Rebel Wilson made headlines last year when she was awarded Australian’s largest defamation payout — about $3.6 million U.S. ($4.5 million Australian) — after a judge ruled Bauer Media “orchestrated” a campaign against her. Wilson claimed that Bauer’s articles about her caused her to lose jobs.
Now, the Australian actress must pay back most of the money. “The Victorian Court of Appeal ruled that Wilson had failed to prove that Bauer was responsible for her missing out on film roles,” the BBC explained.
Bauer Media successfully appealed the damages ruling and Wilson has to pay Bauer Media about $3.07 million U.S. (or $4,183,071.45 Australian). She also must pay most of Bauer’s appeal costs, according to the Australian Associated Press.
The ruling is posted on the Supreme Court of Victoria – Court of Appeal website. iMediaEthics has contacted Wilson’s attorneys and Bauer Media.
As iMediaEthics previously reported, Wilson sued Bauer Media over eight 2015 stories claiming she lied about her background including her birth name and age. She won her lawsuit last summer, and in Sept. 2017, Australian judge Justice John Dixon ruled that Bauer pay Wilson $650,000 (Australian) in damages and $3.9 million (Australian).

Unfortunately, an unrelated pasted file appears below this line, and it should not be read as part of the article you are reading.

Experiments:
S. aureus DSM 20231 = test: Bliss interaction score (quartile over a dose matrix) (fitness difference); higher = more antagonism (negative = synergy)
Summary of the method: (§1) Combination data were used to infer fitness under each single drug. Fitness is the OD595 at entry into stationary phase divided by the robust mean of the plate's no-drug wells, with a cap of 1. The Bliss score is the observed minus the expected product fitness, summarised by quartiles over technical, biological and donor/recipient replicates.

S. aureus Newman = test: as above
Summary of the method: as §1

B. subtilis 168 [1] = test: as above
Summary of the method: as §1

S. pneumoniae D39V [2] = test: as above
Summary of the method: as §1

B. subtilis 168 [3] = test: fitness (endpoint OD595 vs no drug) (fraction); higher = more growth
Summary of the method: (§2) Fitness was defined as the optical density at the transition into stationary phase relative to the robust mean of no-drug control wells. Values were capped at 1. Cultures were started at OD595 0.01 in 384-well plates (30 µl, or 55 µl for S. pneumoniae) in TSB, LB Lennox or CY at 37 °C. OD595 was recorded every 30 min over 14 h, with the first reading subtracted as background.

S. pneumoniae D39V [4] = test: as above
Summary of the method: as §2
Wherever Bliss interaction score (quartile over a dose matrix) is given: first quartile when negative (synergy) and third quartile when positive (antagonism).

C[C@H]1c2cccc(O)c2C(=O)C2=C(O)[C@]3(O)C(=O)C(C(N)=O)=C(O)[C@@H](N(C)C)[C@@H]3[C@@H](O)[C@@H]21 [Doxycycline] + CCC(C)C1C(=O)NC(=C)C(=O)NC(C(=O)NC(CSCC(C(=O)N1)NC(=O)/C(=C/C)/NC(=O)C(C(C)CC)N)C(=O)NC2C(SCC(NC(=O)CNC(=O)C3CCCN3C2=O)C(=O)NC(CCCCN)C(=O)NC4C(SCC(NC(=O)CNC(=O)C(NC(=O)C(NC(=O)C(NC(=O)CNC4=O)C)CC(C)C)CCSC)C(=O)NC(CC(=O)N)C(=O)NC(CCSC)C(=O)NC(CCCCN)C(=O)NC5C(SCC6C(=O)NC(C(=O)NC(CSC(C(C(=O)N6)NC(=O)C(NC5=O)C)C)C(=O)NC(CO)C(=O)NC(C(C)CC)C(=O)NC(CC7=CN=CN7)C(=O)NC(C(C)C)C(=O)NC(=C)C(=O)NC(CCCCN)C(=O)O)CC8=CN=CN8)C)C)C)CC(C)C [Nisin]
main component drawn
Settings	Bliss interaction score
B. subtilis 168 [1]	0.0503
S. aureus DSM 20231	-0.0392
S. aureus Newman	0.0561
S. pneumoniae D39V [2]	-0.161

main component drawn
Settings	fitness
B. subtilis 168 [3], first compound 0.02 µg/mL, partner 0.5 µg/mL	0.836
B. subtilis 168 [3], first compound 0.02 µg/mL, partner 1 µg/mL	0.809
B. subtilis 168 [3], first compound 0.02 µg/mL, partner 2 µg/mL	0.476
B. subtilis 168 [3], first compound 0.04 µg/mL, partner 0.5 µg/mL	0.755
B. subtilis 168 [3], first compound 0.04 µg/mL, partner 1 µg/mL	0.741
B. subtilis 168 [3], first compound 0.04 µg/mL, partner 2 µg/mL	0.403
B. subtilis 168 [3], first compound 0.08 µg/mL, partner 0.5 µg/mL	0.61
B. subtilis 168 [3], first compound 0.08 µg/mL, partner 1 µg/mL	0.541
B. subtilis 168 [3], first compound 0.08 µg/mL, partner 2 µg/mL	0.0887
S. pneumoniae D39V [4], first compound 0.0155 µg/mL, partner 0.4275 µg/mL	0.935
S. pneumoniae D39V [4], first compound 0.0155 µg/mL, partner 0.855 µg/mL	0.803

“Only a substantial sum in damages could convince the public that Ms Wilson is not a dishonest person and bring home the gravity of the reputational injury established before the jury,” the Sept. 13 ruling states. “In the full media glare, Bauer Media’s defence of this case attempted to characterise its articles as true or as trivial or not likely to be taken seriously. Unless substantial damages are awarded there is a real risk that the public will not be convinced of the seriousness of the defamation, but will rather wrongly conclude that the articles were trivial or not that serious. The jury comprehensively rejected the defences and only a substantial damages award can now vindicate the plaintiff.”
UPDATE: 7/8/2018 1:33 PM EST